Tyler Miller didn’t always know what his path in college would be. Growing up in the small town of Northfield, Minnesota, Miller knew he wanted to do something in the sciences. When it came time to make a decision, Miller turned to his parents who gave him guidance that led him to Iowa State.
Leslie Harder, a senior in chemical engineering with a minor in food science, grew up in the small town of Swisher, Iowa. Throughout her life, Harder’s parents have encouraged by her parents to try new things. She’s participated in dance, soccer, and everything in between and graduated near the top of her class with two recognitions: National Honor Society and Science National Honor Society.
BARABOO, WI: As a future agricultural engineer, Spencer Pech wants to help create a more sustainable form of agriculture that can help feed the world in the future. MSA Professional Services (MSA), Baraboo, WI, recently awarded Pech a $1,000 scholarship for the fall 2016 semester to help him achieve that goal.
Katlyn DeVoe grew up on a dairy farm in in Juda, a small town in southern Wisconsin, where her and her family milked 100 head of cattle. When she was ready to go to college, she wanted to continue to learn more about the dairy industry at a strong university that still offered a small-town feeling.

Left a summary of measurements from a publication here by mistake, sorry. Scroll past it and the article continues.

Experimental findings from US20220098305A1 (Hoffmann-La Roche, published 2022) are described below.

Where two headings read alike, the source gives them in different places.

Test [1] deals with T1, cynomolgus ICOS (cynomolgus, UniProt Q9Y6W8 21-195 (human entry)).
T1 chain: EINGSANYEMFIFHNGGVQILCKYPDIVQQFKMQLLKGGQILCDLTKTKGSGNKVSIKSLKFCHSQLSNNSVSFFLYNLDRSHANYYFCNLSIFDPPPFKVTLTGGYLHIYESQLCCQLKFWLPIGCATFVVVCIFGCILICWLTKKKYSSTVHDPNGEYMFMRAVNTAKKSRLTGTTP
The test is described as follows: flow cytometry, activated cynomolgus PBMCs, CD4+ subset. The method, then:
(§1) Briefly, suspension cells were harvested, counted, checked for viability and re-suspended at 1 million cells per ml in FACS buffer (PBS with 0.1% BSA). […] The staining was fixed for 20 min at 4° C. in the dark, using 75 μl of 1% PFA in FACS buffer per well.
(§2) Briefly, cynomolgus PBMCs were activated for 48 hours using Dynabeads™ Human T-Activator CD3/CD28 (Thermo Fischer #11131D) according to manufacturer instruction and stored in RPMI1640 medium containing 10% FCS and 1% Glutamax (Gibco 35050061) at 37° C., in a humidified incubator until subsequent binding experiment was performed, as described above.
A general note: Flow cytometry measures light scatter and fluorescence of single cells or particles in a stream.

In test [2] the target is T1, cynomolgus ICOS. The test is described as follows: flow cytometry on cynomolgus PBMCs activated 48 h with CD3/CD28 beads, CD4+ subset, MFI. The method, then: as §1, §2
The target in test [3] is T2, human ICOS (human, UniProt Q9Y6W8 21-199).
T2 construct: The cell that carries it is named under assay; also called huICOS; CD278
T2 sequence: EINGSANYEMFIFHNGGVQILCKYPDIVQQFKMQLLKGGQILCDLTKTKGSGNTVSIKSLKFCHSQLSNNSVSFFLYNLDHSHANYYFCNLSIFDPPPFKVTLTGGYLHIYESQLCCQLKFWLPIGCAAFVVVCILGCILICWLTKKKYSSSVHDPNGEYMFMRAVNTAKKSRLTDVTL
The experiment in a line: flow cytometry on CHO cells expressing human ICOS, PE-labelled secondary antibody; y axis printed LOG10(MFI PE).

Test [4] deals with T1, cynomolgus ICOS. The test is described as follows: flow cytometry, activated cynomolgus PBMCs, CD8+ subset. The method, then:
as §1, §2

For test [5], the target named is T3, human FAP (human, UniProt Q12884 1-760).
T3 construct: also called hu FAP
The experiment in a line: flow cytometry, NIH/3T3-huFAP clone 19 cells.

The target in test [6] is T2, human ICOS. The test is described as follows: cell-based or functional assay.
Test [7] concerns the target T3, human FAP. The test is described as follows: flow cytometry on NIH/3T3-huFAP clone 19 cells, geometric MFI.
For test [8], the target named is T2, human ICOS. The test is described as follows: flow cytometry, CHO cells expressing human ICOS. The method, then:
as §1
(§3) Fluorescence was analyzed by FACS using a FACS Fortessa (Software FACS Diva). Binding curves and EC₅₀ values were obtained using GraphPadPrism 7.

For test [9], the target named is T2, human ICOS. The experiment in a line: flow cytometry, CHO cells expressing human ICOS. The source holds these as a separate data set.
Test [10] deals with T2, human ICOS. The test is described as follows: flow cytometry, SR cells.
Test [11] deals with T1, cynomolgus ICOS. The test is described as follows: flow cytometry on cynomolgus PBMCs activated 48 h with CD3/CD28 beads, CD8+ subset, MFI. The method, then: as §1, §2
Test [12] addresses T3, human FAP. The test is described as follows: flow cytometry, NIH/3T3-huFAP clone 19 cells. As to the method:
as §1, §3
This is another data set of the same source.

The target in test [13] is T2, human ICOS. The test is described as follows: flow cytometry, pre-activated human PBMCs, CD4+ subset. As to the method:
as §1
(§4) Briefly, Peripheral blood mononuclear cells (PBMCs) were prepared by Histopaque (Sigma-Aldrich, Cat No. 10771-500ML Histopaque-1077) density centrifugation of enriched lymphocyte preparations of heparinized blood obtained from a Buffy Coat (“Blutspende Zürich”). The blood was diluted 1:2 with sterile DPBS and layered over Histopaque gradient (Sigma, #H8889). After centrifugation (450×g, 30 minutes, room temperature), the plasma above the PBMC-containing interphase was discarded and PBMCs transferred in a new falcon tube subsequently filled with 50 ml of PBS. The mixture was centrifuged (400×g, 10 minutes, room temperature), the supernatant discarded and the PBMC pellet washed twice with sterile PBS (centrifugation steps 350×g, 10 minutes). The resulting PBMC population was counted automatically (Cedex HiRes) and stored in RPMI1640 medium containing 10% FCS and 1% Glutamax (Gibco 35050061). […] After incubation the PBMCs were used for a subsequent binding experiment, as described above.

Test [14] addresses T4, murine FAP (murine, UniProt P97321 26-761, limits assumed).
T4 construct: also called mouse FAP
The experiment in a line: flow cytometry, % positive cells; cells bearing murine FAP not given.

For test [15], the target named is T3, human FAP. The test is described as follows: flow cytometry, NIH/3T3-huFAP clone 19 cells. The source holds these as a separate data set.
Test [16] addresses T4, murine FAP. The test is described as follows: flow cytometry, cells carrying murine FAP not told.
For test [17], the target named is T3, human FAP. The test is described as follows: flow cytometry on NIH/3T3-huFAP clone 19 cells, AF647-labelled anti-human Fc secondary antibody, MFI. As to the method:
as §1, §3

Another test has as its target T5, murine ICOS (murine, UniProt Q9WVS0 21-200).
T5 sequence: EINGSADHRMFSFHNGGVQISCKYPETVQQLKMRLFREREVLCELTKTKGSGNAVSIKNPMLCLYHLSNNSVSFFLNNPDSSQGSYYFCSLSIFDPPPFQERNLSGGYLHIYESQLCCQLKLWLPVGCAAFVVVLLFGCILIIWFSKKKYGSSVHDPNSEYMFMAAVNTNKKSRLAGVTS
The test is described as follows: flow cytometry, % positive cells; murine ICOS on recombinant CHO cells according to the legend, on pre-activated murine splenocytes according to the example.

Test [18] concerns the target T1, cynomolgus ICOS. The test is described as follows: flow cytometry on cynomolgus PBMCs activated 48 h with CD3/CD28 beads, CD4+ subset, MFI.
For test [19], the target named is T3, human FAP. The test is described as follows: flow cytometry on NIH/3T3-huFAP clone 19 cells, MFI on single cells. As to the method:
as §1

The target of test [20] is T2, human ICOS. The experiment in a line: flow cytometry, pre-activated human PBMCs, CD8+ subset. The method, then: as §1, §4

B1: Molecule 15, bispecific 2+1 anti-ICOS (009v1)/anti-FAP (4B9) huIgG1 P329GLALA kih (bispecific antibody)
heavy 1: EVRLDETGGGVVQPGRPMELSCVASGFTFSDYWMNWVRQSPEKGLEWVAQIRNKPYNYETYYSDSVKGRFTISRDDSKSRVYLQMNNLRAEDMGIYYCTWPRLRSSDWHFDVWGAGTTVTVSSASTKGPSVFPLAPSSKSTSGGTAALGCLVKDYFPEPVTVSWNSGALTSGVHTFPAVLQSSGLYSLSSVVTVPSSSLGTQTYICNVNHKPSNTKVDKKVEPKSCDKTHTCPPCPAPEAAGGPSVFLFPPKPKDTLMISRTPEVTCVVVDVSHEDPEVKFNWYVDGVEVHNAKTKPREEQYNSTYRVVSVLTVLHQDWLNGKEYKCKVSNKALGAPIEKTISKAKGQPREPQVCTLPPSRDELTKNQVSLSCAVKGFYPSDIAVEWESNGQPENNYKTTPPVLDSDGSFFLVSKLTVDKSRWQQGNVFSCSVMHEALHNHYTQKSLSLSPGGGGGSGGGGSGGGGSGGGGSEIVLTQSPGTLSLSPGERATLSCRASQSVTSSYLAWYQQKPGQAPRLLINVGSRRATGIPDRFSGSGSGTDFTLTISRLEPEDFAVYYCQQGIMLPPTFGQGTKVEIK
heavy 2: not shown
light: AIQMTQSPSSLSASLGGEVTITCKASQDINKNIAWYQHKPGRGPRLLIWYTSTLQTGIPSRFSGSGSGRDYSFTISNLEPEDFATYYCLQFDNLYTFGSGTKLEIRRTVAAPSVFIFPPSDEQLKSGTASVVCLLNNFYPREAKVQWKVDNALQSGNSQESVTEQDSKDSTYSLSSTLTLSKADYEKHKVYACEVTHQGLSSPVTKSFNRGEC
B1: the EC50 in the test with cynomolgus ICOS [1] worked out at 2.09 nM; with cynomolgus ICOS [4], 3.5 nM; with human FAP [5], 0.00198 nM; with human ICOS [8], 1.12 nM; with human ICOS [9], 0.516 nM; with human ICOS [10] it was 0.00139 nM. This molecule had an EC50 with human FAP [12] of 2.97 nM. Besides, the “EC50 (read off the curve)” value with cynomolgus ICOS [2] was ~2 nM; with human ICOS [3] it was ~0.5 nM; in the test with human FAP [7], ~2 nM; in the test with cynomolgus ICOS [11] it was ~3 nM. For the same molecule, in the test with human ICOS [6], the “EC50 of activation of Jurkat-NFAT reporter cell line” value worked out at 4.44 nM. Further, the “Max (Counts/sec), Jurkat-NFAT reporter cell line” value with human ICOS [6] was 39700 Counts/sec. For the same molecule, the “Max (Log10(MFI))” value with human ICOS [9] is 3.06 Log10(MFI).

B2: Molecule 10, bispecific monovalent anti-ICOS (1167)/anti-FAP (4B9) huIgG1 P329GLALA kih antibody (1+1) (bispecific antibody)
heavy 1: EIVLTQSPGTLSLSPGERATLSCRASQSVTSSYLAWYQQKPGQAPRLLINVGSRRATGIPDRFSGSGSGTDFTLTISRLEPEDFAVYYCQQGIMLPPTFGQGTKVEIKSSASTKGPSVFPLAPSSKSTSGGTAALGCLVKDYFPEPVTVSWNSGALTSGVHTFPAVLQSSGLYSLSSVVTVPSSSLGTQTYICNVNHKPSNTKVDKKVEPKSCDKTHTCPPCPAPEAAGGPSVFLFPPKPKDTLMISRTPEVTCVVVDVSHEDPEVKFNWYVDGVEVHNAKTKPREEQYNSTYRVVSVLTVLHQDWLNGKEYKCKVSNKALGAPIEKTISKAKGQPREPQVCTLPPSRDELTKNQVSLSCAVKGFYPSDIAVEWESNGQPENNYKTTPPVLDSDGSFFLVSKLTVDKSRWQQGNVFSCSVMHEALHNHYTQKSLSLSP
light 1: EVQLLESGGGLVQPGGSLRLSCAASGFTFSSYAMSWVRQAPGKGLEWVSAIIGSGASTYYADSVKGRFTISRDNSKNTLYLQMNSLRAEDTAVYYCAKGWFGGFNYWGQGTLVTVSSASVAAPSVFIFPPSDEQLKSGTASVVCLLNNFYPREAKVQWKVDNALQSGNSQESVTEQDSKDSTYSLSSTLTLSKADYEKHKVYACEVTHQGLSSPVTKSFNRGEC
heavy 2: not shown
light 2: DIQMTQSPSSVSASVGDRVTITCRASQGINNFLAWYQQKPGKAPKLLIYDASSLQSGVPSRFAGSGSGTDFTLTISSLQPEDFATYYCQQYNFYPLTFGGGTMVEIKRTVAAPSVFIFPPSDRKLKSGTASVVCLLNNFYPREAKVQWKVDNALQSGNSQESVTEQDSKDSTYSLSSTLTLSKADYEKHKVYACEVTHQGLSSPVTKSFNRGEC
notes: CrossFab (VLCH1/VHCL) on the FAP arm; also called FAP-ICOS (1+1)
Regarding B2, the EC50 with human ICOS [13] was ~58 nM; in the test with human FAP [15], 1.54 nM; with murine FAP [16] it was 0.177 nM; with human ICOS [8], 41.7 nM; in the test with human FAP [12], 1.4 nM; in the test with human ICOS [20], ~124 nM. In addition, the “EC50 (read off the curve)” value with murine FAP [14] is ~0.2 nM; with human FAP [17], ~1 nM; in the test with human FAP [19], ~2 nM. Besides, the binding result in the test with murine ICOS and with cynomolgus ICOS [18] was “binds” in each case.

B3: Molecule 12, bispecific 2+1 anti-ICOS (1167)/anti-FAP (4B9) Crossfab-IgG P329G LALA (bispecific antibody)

Allie Flessner, an undergraduate in chemical engineering, recently returned from studying abroad in Mannheim, Germany. She’s says the trip introduced her to a new culture while also helping her learn more about engineering concepts.
Nastaran Hashemi, an assistant professor in mechanical engineering, recently received the University Honors Committee Award for Teaching and Mentoring.
Iowa State’s Baja SAE Team has already won a long race and earned a top-10 overall finish. The team’s racing season still has stops in California and New York. To get ready, the student-engineers have been collecting data and fine-tuning their off-road racer.
Engineers from across the country — including Iowa State’s Ted Heindel — will study the prediction and control of sprays as part of a U.S. Department of Defense research initiative. The engineers say a better understanding of spray physics and control could improve combustion systems, liquid cooling, 3D printing and even help mitigate ship wakes. The Defense Department is supporting the research team with a grant of up to $7.5 million over five years.